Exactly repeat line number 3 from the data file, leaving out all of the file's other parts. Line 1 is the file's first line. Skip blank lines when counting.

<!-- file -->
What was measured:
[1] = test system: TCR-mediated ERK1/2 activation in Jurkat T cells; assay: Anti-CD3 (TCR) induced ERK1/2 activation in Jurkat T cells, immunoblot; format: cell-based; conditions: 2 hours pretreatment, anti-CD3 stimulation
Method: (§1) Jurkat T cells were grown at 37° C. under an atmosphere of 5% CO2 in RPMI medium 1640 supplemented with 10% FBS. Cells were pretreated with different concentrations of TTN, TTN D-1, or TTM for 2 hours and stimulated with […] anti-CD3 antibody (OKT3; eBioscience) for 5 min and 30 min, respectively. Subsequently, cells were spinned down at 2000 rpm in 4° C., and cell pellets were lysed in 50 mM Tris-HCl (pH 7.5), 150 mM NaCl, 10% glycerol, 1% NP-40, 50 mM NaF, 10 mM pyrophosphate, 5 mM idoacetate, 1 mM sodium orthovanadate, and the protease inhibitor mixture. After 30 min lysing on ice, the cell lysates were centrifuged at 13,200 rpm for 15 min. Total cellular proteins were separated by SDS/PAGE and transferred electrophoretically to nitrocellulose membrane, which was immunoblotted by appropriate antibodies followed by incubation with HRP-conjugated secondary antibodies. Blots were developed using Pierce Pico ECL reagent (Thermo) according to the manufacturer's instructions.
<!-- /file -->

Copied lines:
Method: (§1) Jurkat T cells were grown at 37° C. under an atmosphere of 5% CO2 in RPMI medium 1640 supplemented with 10% FBS. Cells were pretreated with different concentrations of TTN, TTN D-1, or TTM for 2 hours and stimulated with […] anti-CD3 antibody (OKT3; eBioscience) for 5 min and 30 min, respectively. Subsequently, cells were spinned down at 2000 rpm in 4° C., and cell pellets were lysed in 50 mM Tris-HCl (pH 7.5), 150 mM NaCl, 10% glycerol, 1% NP-40, 50 mM NaF, 10 mM pyrophosphate, 5 mM idoacetate, 1 mM sodium orthovanadate, and the protease inhibitor mixture. After 30 min lysing on ice, the cell lysates were centrifuged at 13,200 rpm for 15 min. Total cellular proteins were separated by SDS/PAGE and transferred electrophoretically to nitrocellulose membrane, which was immunoblotted by appropriate antibodies followed by incubation with HRP-conjugated secondary antibodies. Blots were developed using Pierce Pico ECL reagent (Thermo) according to the manufacturer's instructions.